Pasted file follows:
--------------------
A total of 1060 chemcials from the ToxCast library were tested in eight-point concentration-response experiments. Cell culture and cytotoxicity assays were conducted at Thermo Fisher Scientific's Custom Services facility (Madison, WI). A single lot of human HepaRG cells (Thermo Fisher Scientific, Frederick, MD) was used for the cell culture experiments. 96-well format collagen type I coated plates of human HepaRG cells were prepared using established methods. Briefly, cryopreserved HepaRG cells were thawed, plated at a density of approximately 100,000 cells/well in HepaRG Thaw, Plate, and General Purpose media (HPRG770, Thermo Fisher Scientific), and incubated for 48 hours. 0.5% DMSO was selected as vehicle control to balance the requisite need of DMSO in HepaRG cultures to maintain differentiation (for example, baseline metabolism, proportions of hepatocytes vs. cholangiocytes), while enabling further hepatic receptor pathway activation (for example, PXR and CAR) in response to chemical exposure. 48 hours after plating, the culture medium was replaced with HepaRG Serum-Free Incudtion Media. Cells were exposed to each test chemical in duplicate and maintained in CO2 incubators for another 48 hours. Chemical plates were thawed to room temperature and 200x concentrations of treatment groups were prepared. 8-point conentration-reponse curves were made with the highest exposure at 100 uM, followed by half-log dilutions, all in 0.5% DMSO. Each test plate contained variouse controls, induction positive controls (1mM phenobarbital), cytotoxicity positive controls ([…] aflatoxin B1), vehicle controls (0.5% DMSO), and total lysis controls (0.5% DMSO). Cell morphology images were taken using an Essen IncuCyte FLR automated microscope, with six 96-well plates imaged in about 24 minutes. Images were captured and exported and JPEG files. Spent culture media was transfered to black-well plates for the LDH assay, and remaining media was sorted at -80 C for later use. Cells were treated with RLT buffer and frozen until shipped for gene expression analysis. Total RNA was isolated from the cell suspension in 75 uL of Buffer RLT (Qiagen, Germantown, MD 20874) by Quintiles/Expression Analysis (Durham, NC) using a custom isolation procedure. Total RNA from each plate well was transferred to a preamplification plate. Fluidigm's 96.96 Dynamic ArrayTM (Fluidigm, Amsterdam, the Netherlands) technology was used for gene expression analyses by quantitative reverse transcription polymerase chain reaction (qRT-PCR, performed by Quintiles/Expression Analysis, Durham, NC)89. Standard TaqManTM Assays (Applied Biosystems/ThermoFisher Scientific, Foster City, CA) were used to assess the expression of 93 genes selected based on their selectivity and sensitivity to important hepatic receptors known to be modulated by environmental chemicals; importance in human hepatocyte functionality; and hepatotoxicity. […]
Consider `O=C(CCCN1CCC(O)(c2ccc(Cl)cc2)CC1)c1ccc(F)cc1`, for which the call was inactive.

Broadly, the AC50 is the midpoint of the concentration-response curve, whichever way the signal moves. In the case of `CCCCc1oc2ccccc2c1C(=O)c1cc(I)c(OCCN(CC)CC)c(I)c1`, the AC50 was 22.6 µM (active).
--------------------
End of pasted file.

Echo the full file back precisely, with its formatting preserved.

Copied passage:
A total of 1060 chemcials from the ToxCast library were tested in eight-point concentration-response experiments. Cell culture and cytotoxicity assays were conducted at Thermo Fisher Scientific's Custom Services facility (Madison, WI). A single lot of human HepaRG cells (Thermo Fisher Scientific, Frederick, MD) was used for the cell culture experiments. 96-well format collagen type I coated plates of human HepaRG cells were prepared using established methods. Briefly, cryopreserved HepaRG cells were thawed, plated at a density of approximately 100,000 cells/well in HepaRG Thaw, Plate, and General Purpose media (HPRG770, Thermo Fisher Scientific), and incubated for 48 hours. 0.5% DMSO was selected as vehicle control to balance the requisite need of DMSO in HepaRG cultures to maintain differentiation (for example, baseline metabolism, proportions of hepatocytes vs. cholangiocytes), while enabling further hepatic receptor pathway activation (for example, PXR and CAR) in response to chemical exposure. 48 hours after plating, the culture medium was replaced with HepaRG Serum-Free Incudtion Media. Cells were exposed to each test chemical in duplicate and maintained in CO2 incubators for another 48 hours. Chemical plates were thawed to room temperature and 200x concentrations of treatment groups were prepared. 8-point conentration-reponse curves were made with the highest exposure at 100 uM, followed by half-log dilutions, all in 0.5% DMSO. Each test plate contained variouse controls, induction positive controls (1mM phenobarbital), cytotoxicity positive controls ([…] aflatoxin B1), vehicle controls (0.5% DMSO), and total lysis controls (0.5% DMSO). Cell morphology images were taken using an Essen IncuCyte FLR automated microscope, with six 96-well plates imaged in about 24 minutes. Images were captured and exported and JPEG files. Spent culture media was transfered to black-well plates for the LDH assay, and remaining media was sorted at -80 C for later use. Cells were treated with RLT buffer and frozen until shipped for gene expression analysis. Total RNA was isolated from the cell suspension in 75 uL of Buffer RLT (Qiagen, Germantown, MD 20874) by Quintiles/Expression Analysis (Durham, NC) using a custom isolation procedure. Total RNA from each plate well was transferred to a preamplification plate. Fluidigm's 96.96 Dynamic ArrayTM (Fluidigm, Amsterdam, the Netherlands) technology was used for gene expression analyses by quantitative reverse transcription polymerase chain reaction (qRT-PCR, performed by Quintiles/Expression Analysis, Durham, NC)89. Standard TaqManTM Assays (Applied Biosystems/ThermoFisher Scientific, Foster City, CA) were used to assess the expression of 93 genes selected based on their selectivity and sensitivity to important hepatic receptors known to be modulated by environmental chemicals; importance in human hepatocyte functionality; and hepatotoxicity. […]
Consider `O=C(CCCN1CCC(O)(c2ccc(Cl)cc2)CC1)c1ccc(F)cc1`, for which the call was inactive.

Broadly, the AC50 is the midpoint of the concentration-response curve, whichever way the signal moves. In the case of `CCCCc1oc2ccccc2c1C(=O)c1cc(I)c(OCCN(CC)CC)c(I)c1`, the AC50 was 22.6 µM (active).